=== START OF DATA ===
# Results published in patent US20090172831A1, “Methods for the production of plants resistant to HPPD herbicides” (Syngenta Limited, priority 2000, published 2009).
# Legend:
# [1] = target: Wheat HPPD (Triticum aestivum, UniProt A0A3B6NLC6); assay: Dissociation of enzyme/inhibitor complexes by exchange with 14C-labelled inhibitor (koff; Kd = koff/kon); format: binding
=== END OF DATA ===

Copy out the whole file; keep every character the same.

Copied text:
# Results published in patent US20090172831A1, “Methods for the production of plants resistant to HPPD herbicides” (Syngenta Limited, priority 2000, published 2009).
# Legend:
# [1] = target: Wheat HPPD (Triticum aestivum, UniProt A0A3B6NLC6); assay: Dissociation of enzyme/inhibitor complexes by exchange with 14C-labelled inhibitor (koff; Kd = koff/kon); format: binding